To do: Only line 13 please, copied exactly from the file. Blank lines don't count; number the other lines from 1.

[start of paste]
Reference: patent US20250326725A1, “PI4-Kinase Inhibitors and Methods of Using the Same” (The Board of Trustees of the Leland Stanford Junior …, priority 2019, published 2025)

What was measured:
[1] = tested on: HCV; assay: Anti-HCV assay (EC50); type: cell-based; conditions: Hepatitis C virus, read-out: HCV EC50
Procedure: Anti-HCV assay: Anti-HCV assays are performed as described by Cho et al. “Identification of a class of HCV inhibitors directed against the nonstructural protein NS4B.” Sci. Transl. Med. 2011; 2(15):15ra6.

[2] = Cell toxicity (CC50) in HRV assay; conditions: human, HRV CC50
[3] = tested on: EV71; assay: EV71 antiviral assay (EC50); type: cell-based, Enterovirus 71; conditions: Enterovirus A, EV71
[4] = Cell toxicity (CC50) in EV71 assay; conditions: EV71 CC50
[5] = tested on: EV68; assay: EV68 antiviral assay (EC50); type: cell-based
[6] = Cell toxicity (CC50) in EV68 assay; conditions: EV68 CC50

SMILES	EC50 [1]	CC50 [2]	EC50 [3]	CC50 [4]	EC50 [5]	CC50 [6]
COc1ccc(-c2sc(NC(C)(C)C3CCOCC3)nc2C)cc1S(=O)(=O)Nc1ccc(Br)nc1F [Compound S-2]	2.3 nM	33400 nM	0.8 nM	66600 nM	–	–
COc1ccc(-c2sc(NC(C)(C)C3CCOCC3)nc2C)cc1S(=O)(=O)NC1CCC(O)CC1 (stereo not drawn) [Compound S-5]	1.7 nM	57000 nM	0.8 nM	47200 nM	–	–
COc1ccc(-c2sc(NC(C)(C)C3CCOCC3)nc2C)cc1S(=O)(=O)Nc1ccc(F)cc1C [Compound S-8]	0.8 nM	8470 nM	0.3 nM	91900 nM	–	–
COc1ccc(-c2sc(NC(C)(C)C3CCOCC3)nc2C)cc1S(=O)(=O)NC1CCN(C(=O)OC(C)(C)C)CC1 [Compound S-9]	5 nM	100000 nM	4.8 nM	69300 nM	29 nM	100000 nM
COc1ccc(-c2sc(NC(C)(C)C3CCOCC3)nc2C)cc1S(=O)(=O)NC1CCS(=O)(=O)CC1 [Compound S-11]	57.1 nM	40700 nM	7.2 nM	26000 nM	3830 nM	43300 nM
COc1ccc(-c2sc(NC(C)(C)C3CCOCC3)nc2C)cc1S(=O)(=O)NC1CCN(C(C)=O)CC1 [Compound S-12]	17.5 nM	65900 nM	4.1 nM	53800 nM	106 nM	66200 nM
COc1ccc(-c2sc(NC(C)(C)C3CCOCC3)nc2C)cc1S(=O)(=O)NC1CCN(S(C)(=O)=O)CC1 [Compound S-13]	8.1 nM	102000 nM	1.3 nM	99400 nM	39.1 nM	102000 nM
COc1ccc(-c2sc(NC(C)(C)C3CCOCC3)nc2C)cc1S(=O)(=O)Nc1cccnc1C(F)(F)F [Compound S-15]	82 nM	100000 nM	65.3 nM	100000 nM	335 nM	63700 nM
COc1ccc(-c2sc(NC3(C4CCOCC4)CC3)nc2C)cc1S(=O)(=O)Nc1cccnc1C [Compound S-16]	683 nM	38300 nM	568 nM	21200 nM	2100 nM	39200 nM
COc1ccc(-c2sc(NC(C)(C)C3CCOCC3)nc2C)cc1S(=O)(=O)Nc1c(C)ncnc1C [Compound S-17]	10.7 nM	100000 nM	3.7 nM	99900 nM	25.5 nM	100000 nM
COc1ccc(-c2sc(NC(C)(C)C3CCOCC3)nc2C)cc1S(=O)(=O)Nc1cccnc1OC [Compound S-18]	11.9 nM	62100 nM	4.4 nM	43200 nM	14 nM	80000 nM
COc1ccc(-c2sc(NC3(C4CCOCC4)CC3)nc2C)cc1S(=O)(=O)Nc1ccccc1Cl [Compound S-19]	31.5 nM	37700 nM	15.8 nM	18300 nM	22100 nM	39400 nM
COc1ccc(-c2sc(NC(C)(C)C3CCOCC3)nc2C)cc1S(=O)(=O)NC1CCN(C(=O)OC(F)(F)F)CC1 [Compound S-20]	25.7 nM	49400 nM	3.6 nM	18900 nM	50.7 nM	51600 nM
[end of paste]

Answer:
COc1ccc(-c2sc(NC(C)(C)C3CCOCC3)nc2C)cc1S(=O)(=O)Nc1ccc(F)cc1C [Compound S-8]	0.8 nM	8470 nM	0.3 nM	91900 nM	–	–